Very exciting development through 2019 and 2020, where we spent significant time engaging with Chiyoda Corporation. Chiyoda are a leading Japanese engineering and construction company, they're listed on the Tokyo stock exchange and they're one of Japan's leading engineering contractors. Chiyoda are a global leader in the hydrogen industry and the gas processing industry, having been involved in something like 25 per cent of the world's LNG developments, and having been involved in over 50 per cent of the development of hydrogen facilities in Japan over the last 40 years. They've taken a lead role in working with the Japanese government to identify Japan's future national hydrogen roadmap and doing the underlying study that identified where Japan would seek hydrogen to support its goal of transitioning to a hydrogen economy by 2050.
In working with Chiyoda on studies such as that, we've identified a strong appetite for a Hazer-type process in Japan to use local resources to make hydrogen close to customers with a short and therefore cheap delivery chain, to get it to the customer gate at a very cost-competitive price and low emissions. We've entered into an MOU to work with Chiyoda to develop commercial opportunities in Japan to build and operate Hazer projects. We think this is an outstanding partnership for us. They provide the engineering capability and the operations capability we would need to expand in a destination such as Japan. They bring an enormous track record and credibility with Japanese customers. We bring a technology which is uniquely suited to Japan's needs at the moment. We're very pleased to see that partnership flourish through 2020.
Finally, what I think is a very important underlying platform for our company but is one that's often overlooked, is that through 2020 we were invited to join the Innovative Manufacturing CRC. The CRC system, the Cooperative Research Centre system, is a network of independent Cooperative Research Centres which were established by the Australian government to help bring together industry, government and academia to commercialise and build economic opportunities from Australian research. The CRC system has been operating since the eighties, and there's somewhere around 25 CRCs established across Australia in a range of areas from dry-land agricultural, to deep minerals, to robotics, to artificial intelligence, and the one that we're a member of, the Innovative Manufacturing CRC.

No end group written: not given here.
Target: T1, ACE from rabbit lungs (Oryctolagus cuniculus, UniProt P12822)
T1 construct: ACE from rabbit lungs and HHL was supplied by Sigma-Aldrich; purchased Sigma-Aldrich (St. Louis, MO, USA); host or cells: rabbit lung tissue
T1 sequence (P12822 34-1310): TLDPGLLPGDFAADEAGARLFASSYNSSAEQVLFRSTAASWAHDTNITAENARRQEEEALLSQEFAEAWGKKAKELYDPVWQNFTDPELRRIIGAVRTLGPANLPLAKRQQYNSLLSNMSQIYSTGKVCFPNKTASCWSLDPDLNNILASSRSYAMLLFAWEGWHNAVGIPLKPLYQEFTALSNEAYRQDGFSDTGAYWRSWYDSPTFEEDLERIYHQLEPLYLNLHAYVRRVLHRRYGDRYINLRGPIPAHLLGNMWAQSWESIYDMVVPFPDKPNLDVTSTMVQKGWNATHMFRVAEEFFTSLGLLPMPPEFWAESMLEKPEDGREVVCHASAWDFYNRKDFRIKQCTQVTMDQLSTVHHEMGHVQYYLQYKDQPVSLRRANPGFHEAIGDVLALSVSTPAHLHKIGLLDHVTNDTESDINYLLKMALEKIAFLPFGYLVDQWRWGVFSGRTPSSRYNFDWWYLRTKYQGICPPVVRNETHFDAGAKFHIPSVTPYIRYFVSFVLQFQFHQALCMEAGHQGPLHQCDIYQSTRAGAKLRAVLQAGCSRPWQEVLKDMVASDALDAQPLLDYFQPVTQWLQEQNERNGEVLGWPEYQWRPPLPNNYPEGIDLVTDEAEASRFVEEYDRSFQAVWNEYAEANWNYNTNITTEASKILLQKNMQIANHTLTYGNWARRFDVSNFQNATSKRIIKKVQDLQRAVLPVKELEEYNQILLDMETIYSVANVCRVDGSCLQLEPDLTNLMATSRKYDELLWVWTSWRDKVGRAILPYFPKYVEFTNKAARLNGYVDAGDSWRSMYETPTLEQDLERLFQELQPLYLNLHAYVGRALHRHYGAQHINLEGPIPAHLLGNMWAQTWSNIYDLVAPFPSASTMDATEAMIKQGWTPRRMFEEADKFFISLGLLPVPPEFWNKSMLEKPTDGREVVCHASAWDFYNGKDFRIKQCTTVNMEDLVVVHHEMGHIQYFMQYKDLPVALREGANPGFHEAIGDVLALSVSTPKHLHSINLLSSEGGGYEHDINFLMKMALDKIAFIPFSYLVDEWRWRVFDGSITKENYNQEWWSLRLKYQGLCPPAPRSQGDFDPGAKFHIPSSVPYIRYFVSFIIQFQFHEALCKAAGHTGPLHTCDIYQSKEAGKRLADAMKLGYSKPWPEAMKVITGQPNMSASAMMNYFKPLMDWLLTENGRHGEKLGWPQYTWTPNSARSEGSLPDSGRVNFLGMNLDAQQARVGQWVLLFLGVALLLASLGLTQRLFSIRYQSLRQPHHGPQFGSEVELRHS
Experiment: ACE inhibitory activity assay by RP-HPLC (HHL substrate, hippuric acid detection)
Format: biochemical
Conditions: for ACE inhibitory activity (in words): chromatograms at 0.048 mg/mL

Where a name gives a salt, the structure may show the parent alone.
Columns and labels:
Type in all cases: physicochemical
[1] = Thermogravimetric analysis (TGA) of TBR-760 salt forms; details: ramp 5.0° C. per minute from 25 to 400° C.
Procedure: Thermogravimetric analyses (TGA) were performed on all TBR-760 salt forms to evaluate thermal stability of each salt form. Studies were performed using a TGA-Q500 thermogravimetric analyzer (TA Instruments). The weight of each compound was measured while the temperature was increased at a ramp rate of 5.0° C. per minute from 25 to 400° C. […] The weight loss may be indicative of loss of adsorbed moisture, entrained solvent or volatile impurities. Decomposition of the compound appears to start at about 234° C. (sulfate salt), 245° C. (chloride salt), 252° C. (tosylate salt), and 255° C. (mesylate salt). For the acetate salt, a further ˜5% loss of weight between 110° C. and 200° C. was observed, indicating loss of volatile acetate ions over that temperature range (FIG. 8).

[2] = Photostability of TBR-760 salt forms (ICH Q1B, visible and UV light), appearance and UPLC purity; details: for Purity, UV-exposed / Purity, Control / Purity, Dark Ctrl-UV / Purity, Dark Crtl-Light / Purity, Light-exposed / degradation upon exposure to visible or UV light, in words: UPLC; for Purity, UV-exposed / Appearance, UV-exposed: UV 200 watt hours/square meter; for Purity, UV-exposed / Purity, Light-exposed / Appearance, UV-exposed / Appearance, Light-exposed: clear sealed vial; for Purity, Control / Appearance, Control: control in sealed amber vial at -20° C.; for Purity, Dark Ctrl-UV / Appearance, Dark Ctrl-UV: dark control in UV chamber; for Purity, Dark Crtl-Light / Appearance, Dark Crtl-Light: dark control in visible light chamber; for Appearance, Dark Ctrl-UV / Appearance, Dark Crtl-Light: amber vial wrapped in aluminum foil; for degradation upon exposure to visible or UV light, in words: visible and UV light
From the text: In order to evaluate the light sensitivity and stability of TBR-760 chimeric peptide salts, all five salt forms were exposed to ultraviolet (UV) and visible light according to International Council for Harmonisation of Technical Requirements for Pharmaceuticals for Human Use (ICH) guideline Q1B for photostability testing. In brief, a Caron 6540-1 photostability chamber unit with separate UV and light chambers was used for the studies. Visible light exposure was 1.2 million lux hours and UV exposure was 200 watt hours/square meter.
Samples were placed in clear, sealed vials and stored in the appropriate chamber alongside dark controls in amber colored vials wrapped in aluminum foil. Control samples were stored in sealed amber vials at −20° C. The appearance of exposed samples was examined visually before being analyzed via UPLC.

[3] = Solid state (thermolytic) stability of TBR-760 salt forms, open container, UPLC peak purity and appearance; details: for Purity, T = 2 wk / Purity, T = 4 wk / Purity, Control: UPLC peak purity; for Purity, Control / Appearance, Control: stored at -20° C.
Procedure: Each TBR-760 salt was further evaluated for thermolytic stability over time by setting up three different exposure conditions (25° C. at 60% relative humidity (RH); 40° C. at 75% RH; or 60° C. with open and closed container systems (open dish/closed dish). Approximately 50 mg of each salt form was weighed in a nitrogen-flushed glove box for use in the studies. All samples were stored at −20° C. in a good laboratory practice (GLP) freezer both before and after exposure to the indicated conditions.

Through this membership of the CRC, we've been able to build a stronger platform for our own in-house R&D. Hazer has a team of four dedicated post-doctoral researchers operating at a dedicated laboratory at the University of Sydney. They will continue to work with us as part of the CRC relationship under the direction of our CTO and Founder Dr Andrew Cornejo. The CRC will also provide us a co-funding platform, which is worth somewhere around $800,000 of co-funding to us over the next two years, and will also provide us a partnership to engage with industry, who are interested in the kind of opportunities that we're seeing emerge from, in particular, our graphite materials opportunities. That's led to a number of partnerships under the CRC where we're working with battery manufacturers with lubricant, additive manufacturers and advanced materials and water treatment operators to study how we can add the most value to and make the most use of our graphite by-product. Next slide please, Clive.